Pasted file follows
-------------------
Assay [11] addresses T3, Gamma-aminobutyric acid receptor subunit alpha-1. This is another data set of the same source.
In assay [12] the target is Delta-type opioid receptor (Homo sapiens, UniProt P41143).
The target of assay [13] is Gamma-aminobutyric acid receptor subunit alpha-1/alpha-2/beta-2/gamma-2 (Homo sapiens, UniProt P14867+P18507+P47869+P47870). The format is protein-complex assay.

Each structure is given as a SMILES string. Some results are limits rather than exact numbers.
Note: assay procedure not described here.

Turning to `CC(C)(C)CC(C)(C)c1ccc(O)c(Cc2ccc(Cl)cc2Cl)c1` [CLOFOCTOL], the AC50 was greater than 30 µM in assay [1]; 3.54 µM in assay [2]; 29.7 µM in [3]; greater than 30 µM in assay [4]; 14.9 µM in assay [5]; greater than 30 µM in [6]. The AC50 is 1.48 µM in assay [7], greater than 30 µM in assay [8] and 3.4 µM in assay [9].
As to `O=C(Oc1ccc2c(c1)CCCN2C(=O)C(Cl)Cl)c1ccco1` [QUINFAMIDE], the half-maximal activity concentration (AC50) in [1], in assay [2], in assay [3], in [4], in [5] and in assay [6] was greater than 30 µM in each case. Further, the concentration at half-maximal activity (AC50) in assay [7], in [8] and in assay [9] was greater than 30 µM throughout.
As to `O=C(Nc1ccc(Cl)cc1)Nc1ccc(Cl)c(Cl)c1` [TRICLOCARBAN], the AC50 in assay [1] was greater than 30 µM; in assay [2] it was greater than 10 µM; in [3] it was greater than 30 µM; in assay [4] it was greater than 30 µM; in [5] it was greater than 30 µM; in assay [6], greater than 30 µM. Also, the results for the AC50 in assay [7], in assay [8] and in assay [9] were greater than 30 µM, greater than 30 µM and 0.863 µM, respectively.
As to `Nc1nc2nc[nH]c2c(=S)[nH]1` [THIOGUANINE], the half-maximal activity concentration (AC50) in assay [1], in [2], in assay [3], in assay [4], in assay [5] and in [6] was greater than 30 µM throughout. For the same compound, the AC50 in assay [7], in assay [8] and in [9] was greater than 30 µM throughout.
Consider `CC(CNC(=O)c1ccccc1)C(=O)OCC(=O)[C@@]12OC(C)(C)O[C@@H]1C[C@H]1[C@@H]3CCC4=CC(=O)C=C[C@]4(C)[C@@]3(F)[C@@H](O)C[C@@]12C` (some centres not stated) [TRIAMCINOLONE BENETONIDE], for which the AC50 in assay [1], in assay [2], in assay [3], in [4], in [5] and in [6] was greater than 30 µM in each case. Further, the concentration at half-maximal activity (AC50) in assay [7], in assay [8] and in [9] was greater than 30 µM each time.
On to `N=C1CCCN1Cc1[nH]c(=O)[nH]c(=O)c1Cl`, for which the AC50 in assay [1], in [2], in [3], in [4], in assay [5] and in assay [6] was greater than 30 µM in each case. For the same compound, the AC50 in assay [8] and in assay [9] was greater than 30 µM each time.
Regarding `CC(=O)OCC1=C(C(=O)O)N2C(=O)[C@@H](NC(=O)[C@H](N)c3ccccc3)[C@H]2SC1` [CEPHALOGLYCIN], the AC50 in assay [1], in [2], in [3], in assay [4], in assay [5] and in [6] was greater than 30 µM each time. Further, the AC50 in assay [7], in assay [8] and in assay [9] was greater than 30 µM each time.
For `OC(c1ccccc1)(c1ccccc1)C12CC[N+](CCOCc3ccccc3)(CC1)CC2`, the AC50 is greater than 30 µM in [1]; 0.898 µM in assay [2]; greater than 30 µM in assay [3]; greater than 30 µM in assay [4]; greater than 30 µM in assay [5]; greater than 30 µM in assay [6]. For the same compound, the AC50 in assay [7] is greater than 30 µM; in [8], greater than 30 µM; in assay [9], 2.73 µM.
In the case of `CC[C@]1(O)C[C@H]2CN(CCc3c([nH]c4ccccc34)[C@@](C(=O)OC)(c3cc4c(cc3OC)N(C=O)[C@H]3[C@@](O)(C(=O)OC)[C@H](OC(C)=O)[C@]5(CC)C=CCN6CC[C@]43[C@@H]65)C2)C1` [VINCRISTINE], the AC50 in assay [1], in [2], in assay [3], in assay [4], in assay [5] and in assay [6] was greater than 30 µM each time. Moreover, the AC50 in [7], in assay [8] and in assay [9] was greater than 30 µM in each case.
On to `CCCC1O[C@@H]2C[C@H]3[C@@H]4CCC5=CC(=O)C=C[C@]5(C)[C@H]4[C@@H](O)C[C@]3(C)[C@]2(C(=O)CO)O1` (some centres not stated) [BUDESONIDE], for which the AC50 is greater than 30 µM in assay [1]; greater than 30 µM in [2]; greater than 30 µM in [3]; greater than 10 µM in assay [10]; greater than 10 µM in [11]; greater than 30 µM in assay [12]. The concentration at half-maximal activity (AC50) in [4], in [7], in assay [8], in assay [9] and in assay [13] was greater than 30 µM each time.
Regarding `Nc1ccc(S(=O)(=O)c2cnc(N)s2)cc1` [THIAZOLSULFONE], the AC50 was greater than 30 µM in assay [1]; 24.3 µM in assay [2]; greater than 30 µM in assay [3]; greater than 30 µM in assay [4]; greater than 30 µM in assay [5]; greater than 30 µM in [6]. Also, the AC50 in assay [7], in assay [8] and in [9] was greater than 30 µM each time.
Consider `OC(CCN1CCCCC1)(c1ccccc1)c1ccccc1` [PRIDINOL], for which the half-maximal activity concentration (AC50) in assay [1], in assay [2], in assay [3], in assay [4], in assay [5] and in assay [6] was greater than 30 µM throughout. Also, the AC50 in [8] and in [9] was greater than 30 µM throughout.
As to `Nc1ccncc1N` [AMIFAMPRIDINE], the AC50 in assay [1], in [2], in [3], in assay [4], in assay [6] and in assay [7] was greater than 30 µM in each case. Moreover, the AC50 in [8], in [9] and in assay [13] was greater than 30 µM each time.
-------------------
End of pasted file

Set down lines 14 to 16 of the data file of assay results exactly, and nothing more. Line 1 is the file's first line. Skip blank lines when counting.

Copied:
In the case of `CC[C@]1(O)C[C@H]2CN(CCc3c([nH]c4ccccc34)[C@@](C(=O)OC)(c3cc4c(cc3OC)N(C=O)[C@H]3[C@@](O)(C(=O)OC)[C@H](OC(C)=O)[C@]5(CC)C=CCN6CC[C@]43[C@@H]65)C2)C1` [VINCRISTINE], the AC50 in assay [1], in [2], in assay [3], in assay [4], in assay [5] and in assay [6] was greater than 30 µM each time. Moreover, the AC50 in [7], in assay [8] and in assay [9] was greater than 30 µM in each case.
On to `CCCC1O[C@@H]2C[C@H]3[C@@H]4CCC5=CC(=O)C=C[C@]5(C)[C@H]4[C@@H](O)C[C@]3(C)[C@]2(C(=O)CO)O1` (some centres not stated) [BUDESONIDE], for which the AC50 is greater than 30 µM in assay [1]; greater than 30 µM in [2]; greater than 30 µM in [3]; greater than 10 µM in assay [10]; greater than 10 µM in [11]; greater than 30 µM in assay [12]. The concentration at half-maximal activity (AC50) in [4], in [7], in assay [8], in assay [9] and in assay [13] was greater than 30 µM each time.
Regarding `Nc1ccc(S(=O)(=O)c2cnc(N)s2)cc1` [THIAZOLSULFONE], the AC50 was greater than 30 µM in assay [1]; 24.3 µM in assay [2]; greater than 30 µM in assay [3]; greater than 30 µM in assay [4]; greater than 30 µM in assay [5]; greater than 30 µM in [6]. Also, the AC50 in assay [7], in assay [8] and in [9] was greater than 30 µM each time.